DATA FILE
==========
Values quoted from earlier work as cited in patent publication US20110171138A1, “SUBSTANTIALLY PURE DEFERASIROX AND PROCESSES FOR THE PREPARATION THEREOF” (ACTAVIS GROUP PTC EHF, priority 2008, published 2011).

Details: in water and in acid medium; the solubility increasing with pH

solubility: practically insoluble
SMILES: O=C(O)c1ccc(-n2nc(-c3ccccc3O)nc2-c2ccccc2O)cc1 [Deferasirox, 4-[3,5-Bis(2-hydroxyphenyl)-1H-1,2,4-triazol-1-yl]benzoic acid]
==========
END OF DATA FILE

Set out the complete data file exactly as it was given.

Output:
Values quoted from earlier work as cited in patent publication US20110171138A1, “SUBSTANTIALLY PURE DEFERASIROX AND PROCESSES FOR THE PREPARATION THEREOF” (ACTAVIS GROUP PTC EHF, priority 2008, published 2011).

Details: in water and in acid medium; the solubility increasing with pH

solubility: practically insoluble
SMILES: O=C(O)c1ccc(-n2nc(-c3ccccc3O)nc2-c2ccccc2O)cc1 [Deferasirox, 4-[3,5-Bis(2-hydroxyphenyl)-1H-1,2,4-triazol-1-yl]benzoic acid]